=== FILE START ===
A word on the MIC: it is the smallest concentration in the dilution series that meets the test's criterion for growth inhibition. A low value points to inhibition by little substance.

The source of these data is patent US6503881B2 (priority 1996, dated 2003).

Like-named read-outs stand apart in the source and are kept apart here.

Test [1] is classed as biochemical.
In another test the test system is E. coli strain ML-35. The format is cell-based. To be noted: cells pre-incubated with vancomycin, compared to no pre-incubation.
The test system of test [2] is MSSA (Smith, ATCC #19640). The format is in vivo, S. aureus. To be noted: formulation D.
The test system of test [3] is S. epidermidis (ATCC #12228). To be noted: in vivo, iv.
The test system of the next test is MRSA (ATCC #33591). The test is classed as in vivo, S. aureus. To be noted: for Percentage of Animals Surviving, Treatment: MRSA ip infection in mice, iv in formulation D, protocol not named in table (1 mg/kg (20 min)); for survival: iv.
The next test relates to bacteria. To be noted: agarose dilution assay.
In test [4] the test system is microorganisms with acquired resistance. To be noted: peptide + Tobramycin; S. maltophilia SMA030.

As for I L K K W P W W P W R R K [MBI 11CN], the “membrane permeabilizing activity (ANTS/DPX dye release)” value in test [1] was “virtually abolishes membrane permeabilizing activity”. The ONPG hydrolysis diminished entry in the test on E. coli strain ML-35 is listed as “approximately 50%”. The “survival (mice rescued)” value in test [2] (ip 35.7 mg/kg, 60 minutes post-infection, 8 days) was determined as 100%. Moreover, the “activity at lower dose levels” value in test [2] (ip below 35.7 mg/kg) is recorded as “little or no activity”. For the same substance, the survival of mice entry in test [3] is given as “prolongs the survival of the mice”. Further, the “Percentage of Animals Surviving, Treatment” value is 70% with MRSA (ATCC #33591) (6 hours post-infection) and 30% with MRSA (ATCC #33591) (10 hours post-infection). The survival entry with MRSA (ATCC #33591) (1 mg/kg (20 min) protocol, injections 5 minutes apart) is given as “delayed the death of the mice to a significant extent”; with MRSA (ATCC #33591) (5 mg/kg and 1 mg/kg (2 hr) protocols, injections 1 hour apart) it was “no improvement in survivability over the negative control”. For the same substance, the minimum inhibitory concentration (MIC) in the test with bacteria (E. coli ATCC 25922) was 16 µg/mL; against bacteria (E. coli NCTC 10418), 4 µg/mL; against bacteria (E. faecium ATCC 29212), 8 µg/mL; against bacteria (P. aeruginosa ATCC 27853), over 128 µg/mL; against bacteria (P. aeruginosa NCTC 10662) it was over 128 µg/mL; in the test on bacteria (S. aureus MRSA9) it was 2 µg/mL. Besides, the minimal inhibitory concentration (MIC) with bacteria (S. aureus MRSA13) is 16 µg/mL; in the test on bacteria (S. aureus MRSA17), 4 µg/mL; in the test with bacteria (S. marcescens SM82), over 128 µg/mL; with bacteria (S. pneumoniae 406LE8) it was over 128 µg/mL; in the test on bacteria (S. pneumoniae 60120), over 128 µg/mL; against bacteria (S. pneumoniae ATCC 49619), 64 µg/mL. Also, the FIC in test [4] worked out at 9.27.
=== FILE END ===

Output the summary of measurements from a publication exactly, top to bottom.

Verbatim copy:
A word on the MIC: it is the smallest concentration in the dilution series that meets the test's criterion for growth inhibition. A low value points to inhibition by little substance.

The source of these data is patent US6503881B2 (priority 1996, dated 2003).

Like-named read-outs stand apart in the source and are kept apart here.

Test [1] is classed as biochemical.
In another test the test system is E. coli strain ML-35. The format is cell-based. To be noted: cells pre-incubated with vancomycin, compared to no pre-incubation.
The test system of test [2] is MSSA (Smith, ATCC #19640). The format is in vivo, S. aureus. To be noted: formulation D.
The test system of test [3] is S. epidermidis (ATCC #12228). To be noted: in vivo, iv.
The test system of the next test is MRSA (ATCC #33591). The test is classed as in vivo, S. aureus. To be noted: for Percentage of Animals Surviving, Treatment: MRSA ip infection in mice, iv in formulation D, protocol not named in table (1 mg/kg (20 min)); for survival: iv.
The next test relates to bacteria. To be noted: agarose dilution assay.
In test [4] the test system is microorganisms with acquired resistance. To be noted: peptide + Tobramycin; S. maltophilia SMA030.

As for I L K K W P W W P W R R K [MBI 11CN], the “membrane permeabilizing activity (ANTS/DPX dye release)” value in test [1] was “virtually abolishes membrane permeabilizing activity”. The ONPG hydrolysis diminished entry in the test on E. coli strain ML-35 is listed as “approximately 50%”. The “survival (mice rescued)” value in test [2] (ip 35.7 mg/kg, 60 minutes post-infection, 8 days) was determined as 100%. Moreover, the “activity at lower dose levels” value in test [2] (ip below 35.7 mg/kg) is recorded as “little or no activity”. For the same substance, the survival of mice entry in test [3] is given as “prolongs the survival of the mice”. Further, the “Percentage of Animals Surviving, Treatment” value is 70% with MRSA (ATCC #33591) (6 hours post-infection) and 30% with MRSA (ATCC #33591) (10 hours post-infection). The survival entry with MRSA (ATCC #33591) (1 mg/kg (20 min) protocol, injections 5 minutes apart) is given as “delayed the death of the mice to a significant extent”; with MRSA (ATCC #33591) (5 mg/kg and 1 mg/kg (2 hr) protocols, injections 1 hour apart) it was “no improvement in survivability over the negative control”. For the same substance, the minimum inhibitory concentration (MIC) in the test with bacteria (E. coli ATCC 25922) was 16 µg/mL; against bacteria (E. coli NCTC 10418), 4 µg/mL; against bacteria (E. faecium ATCC 29212), 8 µg/mL; against bacteria (P. aeruginosa ATCC 27853), over 128 µg/mL; against bacteria (P. aeruginosa NCTC 10662) it was over 128 µg/mL; in the test on bacteria (S. aureus MRSA9) it was 2 µg/mL. Besides, the minimal inhibitory concentration (MIC) with bacteria (S. aureus MRSA13) is 16 µg/mL; in the test on bacteria (S. aureus MRSA17), 4 µg/mL; in the test with bacteria (S. marcescens SM82), over 128 µg/mL; with bacteria (S. pneumoniae 406LE8) it was over 128 µg/mL; in the test on bacteria (S. pneumoniae 60120), over 128 µg/mL; against bacteria (S. pneumoniae ATCC 49619), 64 µg/mL. Also, the FIC in test [4] worked out at 9.27.